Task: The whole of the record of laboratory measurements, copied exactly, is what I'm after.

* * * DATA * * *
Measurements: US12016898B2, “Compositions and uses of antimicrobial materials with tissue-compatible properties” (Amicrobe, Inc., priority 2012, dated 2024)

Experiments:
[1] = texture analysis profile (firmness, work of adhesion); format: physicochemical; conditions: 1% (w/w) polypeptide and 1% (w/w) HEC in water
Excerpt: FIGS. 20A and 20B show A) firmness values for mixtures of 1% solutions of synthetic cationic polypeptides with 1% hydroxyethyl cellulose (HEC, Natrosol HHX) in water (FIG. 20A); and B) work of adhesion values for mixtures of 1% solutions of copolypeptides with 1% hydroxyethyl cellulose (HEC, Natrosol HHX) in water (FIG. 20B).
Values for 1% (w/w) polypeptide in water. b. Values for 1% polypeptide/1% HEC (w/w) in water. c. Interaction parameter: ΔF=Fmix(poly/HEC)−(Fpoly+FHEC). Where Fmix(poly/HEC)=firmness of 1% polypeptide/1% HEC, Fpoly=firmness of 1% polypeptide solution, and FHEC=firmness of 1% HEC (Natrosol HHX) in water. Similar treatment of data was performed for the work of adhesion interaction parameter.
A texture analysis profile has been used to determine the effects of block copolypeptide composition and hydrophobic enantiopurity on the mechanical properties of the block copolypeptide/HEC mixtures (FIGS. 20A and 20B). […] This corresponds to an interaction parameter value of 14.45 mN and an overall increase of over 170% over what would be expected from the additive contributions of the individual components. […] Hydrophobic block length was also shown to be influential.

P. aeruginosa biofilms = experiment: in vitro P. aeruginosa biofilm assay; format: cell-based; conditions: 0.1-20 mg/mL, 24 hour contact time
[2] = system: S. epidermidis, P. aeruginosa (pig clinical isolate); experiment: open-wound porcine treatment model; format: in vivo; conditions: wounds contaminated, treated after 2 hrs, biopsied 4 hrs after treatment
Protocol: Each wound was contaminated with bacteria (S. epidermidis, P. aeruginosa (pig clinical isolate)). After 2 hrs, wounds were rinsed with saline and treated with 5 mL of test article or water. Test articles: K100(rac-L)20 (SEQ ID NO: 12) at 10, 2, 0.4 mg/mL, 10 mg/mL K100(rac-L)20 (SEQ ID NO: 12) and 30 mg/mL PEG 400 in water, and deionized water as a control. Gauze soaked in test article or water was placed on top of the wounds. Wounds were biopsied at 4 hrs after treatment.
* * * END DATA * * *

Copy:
Measurements: US12016898B2, “Compositions and uses of antimicrobial materials with tissue-compatible properties” (Amicrobe, Inc., priority 2012, dated 2024)

Experiments:
[1] = texture analysis profile (firmness, work of adhesion); format: physicochemical; conditions: 1% (w/w) polypeptide and 1% (w/w) HEC in water
Excerpt: FIGS. 20A and 20B show A) firmness values for mixtures of 1% solutions of synthetic cationic polypeptides with 1% hydroxyethyl cellulose (HEC, Natrosol HHX) in water (FIG. 20A); and B) work of adhesion values for mixtures of 1% solutions of copolypeptides with 1% hydroxyethyl cellulose (HEC, Natrosol HHX) in water (FIG. 20B).
Values for 1% (w/w) polypeptide in water. b. Values for 1% polypeptide/1% HEC (w/w) in water. c. Interaction parameter: ΔF=Fmix(poly/HEC)−(Fpoly+FHEC). Where Fmix(poly/HEC)=firmness of 1% polypeptide/1% HEC, Fpoly=firmness of 1% polypeptide solution, and FHEC=firmness of 1% HEC (Natrosol HHX) in water. Similar treatment of data was performed for the work of adhesion interaction parameter.
A texture analysis profile has been used to determine the effects of block copolypeptide composition and hydrophobic enantiopurity on the mechanical properties of the block copolypeptide/HEC mixtures (FIGS. 20A and 20B). […] This corresponds to an interaction parameter value of 14.45 mN and an overall increase of over 170% over what would be expected from the additive contributions of the individual components. […] Hydrophobic block length was also shown to be influential.

P. aeruginosa biofilms = experiment: in vitro P. aeruginosa biofilm assay; format: cell-based; conditions: 0.1-20 mg/mL, 24 hour contact time
[2] = system: S. epidermidis, P. aeruginosa (pig clinical isolate); experiment: open-wound porcine treatment model; format: in vivo; conditions: wounds contaminated, treated after 2 hrs, biopsied 4 hrs after treatment
Protocol: Each wound was contaminated with bacteria (S. epidermidis, P. aeruginosa (pig clinical isolate)). After 2 hrs, wounds were rinsed with saline and treated with 5 mL of test article or water. Test articles: K100(rac-L)20 (SEQ ID NO: 12) at 10, 2, 0.4 mg/mL, 10 mg/mL K100(rac-L)20 (SEQ ID NO: 12) and 30 mg/mL PEG 400 in water, and deionized water as a control. Gauze soaked in test article or water was placed on top of the wounds. Wounds were biopsied at 4 hrs after treatment.